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Introduction to JavaScript

Introduction to JavaScript

You might have heard of many newly released frameworks to help you develop web applications and even mobile apps faster and productively in a structured fashion. Most of the frameworks are based on JavaScript. JavaScript is the backbone of modern web development. They are lightweight and extremely powerful. There was a time when JavaScript’s roles were limited to the client side. The days are gone, and JavaScript can play both frontend and backend roles as well.

Primitive Types

Primitive Types are the basic building blocks of JavaScript. There are five primitive types you need to know to continue your JavaScript journey. They are:

  1. Number
  2. String
  3. Boolean
  4. Null
  5. Undefined

Technically there are two others: Symbol and BigInt. But we don’t have to worry about this as it is used very rarely.

However, we will learn the five primitive types as we go on learning inshaAllah.

Start Coding

First, we will run our code using the Chrome developer tool’s console.

After practicing for a while in the console, we will learn how to write external scripts along with HMTL, inshaAllah.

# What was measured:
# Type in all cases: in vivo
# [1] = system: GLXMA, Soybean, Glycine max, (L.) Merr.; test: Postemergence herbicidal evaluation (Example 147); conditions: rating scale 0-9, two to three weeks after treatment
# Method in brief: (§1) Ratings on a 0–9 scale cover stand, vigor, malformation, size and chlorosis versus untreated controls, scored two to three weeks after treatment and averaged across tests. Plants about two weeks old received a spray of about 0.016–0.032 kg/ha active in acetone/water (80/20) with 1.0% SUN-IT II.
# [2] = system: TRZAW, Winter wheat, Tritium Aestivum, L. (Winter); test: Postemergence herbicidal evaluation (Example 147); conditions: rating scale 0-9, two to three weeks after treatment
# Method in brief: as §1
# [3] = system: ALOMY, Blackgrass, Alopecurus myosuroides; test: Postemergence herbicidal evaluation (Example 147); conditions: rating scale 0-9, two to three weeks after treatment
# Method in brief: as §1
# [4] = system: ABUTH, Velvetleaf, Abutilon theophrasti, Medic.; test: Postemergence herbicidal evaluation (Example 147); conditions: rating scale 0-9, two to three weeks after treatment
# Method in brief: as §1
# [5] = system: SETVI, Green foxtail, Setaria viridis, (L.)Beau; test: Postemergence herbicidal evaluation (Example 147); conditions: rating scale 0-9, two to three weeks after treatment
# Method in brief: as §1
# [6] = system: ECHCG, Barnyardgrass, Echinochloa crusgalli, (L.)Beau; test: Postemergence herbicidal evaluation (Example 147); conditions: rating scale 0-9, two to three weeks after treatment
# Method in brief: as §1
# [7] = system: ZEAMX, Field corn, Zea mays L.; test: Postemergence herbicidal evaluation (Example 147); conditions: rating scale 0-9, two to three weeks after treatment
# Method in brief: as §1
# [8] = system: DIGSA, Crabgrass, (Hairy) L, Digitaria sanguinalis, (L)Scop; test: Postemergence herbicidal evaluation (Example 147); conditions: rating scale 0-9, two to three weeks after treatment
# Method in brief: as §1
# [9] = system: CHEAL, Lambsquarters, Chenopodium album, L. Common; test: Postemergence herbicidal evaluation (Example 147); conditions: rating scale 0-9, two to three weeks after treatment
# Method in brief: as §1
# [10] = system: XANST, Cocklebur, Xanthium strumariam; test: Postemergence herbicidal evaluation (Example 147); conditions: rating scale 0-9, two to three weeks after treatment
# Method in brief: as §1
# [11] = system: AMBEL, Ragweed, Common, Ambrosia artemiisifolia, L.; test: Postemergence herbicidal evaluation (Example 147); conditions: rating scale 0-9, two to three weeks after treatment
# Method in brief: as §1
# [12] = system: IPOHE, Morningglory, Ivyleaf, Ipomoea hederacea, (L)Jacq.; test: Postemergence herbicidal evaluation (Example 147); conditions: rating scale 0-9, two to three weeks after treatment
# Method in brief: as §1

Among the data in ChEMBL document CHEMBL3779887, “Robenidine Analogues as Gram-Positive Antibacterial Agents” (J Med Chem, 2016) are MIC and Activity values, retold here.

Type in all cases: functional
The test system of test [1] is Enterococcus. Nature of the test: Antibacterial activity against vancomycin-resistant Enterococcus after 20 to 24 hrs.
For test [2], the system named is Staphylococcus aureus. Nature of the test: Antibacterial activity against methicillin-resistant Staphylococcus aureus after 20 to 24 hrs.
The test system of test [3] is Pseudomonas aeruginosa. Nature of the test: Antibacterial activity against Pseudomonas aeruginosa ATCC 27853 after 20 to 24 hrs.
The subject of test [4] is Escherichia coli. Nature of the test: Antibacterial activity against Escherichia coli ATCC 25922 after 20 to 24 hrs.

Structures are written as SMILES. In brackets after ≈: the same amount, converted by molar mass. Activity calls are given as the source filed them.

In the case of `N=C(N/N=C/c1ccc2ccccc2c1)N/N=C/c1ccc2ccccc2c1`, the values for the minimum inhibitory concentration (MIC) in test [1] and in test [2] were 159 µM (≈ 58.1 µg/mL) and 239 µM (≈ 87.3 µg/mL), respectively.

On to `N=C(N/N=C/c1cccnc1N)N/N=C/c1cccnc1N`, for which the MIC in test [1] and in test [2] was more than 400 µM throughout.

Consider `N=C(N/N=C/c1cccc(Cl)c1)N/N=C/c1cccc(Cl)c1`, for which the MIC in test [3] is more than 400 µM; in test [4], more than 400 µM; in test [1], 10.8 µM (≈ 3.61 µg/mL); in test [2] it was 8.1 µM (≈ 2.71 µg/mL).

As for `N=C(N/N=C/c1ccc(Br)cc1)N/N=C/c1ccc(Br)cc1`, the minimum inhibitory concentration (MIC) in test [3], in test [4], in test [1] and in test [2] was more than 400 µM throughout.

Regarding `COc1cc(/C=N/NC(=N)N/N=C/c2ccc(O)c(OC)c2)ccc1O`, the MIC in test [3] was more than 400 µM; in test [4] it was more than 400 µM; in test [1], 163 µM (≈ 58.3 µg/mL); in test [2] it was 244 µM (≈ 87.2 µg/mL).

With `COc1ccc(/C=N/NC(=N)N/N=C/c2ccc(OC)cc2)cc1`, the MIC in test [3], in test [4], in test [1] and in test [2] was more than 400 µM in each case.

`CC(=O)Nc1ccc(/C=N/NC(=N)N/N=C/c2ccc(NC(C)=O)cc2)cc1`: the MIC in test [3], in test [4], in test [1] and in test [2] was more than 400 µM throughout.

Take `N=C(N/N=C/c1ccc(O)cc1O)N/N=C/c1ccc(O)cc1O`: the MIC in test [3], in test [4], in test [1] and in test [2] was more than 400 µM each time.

Anyway, for this tutorial we will stick to console. So, let’s open the console.

  1. Open Google’s Chrome browser.
  2. Right-click > Inspect > Console.

Now that you are in the console, try the following operations.


  1. Add two numbers. 100 + 85
  2. Subtract two numbers. 100 - 85
  3. Divide two numbers. 100 / 3
  4. Try adding decimal numbers. 10.50 + 1.50
  5. Add two numbers and multiply them by the third number. (5 + 5) * 10

You just practiced number type of the five primitive types.


Now let’s add Modulo to it. Modulo is commonly used to determine whether a number is even or odd. Modulo gives the remainder of a number.

If you try 19 % 2 in the console, your answer would be 1. If the remainder is 1, it is an odd number. Otherwise, it will become a 0 making it an even number.


The exponent of a number says how many times to use the number in a multiplication.

i.e: 8 to the Power 4 (84) = 4096

Try 8 ** 4 in console and it will return 4096.


NaN = Not a Number

When you do an operation with something that is not a number, it returns NaN.

If you divide 0 by 0 that operation will not be valid.

Try 0 / 0 in console and your return value would be NaN.

That’s it.


If you would like to read more on JavaScript, go through IF Statement and For Loops.

If you prefer to watch, visit my YouTube channel, and don’t forget to subscribe 🙂